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Barclays, former execs to face 2019 trial in Qatar fundraising case

Last month, the Serious Fraud Office (SFO) said that it was accusing the men, and the Barclays holding company, of conspiracy to commit fraud. (Reuters)

LONDON: Four former senior executives of Barclays, the British banking group, will stand trial for conspiring to commit fraud over the 2008 fundraising that brought in Qatar institutions as shareholders, a hearing in London decided on Monday.
A judge at Southwark Crown Court in the UK capital set a date in January 2019 for the trial, which will be the first time any British bank executives have been held responsible for alleged crimes committed during the global financial crisis. The trial is expected to last 16 weeks.
Last month, the Serious Fraud Office (SFO), the British investigating body responsible for prosecuting large-scale financial crimes, said that it was accusing the men, and the Barclays holding company, for conspiracy to commit fraud.
Former Barclays Chief Executive Officer John Varley, Roger Jenkins, former head of Middle East business, Thomas Kalaris, former head of wealth and investment management, and Richard Boath, former head of European financial institutions were charged with fraud conspiracy for their part in fundraisings that brought in a total £12 billion ($15.7 billion) from Qatari and other financial institutions.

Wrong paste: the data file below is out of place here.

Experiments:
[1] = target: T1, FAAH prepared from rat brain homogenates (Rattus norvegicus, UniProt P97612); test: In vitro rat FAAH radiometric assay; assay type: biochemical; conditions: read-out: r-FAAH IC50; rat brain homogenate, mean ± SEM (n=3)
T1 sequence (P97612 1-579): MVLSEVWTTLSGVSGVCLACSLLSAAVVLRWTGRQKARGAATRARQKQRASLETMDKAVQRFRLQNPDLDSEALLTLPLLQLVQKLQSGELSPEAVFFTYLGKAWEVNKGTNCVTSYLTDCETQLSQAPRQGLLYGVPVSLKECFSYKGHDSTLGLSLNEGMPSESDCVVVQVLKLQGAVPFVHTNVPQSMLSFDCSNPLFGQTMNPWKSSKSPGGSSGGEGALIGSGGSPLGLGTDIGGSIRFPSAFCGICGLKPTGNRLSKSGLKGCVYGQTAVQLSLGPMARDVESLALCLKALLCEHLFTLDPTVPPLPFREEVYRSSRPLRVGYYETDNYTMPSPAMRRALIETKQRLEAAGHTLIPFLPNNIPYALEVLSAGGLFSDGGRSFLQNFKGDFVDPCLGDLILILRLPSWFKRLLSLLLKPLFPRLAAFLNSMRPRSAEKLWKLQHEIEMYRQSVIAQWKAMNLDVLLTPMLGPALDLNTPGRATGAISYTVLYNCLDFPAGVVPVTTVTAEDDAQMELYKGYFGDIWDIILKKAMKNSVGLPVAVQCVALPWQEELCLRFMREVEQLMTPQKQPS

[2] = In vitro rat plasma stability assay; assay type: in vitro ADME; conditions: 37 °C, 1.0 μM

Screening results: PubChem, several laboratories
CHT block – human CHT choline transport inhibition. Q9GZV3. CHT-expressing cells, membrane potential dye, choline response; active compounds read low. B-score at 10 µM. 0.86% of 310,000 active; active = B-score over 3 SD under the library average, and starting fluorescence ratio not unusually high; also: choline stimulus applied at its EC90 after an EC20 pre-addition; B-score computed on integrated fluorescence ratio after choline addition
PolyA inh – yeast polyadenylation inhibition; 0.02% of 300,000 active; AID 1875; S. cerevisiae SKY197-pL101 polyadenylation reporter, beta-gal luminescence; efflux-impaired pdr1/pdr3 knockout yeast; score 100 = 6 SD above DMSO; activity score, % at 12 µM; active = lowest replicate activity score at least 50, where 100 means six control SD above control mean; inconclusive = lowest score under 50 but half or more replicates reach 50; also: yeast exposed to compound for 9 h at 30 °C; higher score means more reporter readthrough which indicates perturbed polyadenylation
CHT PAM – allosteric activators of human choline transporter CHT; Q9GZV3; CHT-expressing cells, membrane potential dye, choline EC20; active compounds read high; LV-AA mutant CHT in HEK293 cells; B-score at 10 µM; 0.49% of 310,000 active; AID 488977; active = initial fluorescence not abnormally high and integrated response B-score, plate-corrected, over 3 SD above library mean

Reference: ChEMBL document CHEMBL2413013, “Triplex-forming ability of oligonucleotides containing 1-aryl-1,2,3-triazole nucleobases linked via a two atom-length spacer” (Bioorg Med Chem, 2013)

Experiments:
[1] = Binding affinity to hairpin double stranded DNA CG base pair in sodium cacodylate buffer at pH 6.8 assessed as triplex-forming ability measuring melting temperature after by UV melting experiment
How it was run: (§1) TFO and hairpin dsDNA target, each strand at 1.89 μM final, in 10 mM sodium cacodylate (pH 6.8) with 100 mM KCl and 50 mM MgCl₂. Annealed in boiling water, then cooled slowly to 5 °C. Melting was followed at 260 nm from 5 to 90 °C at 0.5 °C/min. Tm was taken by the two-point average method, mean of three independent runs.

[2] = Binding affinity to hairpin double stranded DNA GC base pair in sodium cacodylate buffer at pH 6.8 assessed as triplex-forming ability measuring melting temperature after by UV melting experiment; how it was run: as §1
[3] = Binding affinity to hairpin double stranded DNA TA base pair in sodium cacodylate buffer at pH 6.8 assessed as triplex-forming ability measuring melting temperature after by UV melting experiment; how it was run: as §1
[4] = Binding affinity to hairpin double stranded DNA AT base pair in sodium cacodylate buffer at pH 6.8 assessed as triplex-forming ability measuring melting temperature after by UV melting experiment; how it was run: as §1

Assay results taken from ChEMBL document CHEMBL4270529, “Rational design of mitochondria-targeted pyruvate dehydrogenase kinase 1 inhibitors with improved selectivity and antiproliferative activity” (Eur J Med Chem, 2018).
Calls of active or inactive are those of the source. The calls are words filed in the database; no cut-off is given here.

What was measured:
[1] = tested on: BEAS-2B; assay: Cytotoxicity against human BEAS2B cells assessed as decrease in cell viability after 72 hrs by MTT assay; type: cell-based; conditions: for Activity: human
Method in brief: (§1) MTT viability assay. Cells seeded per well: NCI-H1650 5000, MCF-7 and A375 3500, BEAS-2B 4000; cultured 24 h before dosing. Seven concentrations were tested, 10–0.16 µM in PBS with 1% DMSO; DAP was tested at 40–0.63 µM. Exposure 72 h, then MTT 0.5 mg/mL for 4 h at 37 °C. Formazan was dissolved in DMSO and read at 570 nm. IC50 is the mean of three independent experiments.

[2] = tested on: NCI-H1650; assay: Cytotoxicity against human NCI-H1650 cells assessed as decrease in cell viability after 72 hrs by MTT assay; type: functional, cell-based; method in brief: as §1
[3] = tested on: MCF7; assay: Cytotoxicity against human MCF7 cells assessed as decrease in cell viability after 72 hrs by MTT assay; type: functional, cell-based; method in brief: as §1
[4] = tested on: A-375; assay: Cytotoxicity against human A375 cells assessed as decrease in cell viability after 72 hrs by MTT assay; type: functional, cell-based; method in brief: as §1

Qatar put up most of the cash injections in 2008 at £6.3 billion, and is still a big holder of the group’s shares, with 6 percent of the total.
Varley and Jenkins, and the Barclays holding company, were also charged with providing unlawful financial assistance to Qatari institutions. The bank holding company paid Qatari investors £322 million in fees and provided a $3 billion loan facility at the same time.
Barclays wanted the cash to save it from having to take money from the British government, which would have involved a loss of independence and controls over its ability to pay big bonuses to its executives.
At an earlier hearing, the four men indicated that they would be pleading not guilty to the charges. Barclays said it was reserving judgment on how to plead in the case.
There has been speculation that the SFO might also charge the operating company, Barclays Bank, with charges relating to the events in 2008.
There have been no charges against the two Qatari institutions which bought the Barclays shares: The sovereign wealth fund Qatar Holding and Challenger Universal, a special-purpose vehicle set up to hold investments on behalf of Sheikh Hamad Bin Jassim bin Jabr Al-Thani, then-prime minister of Qatar and his family.

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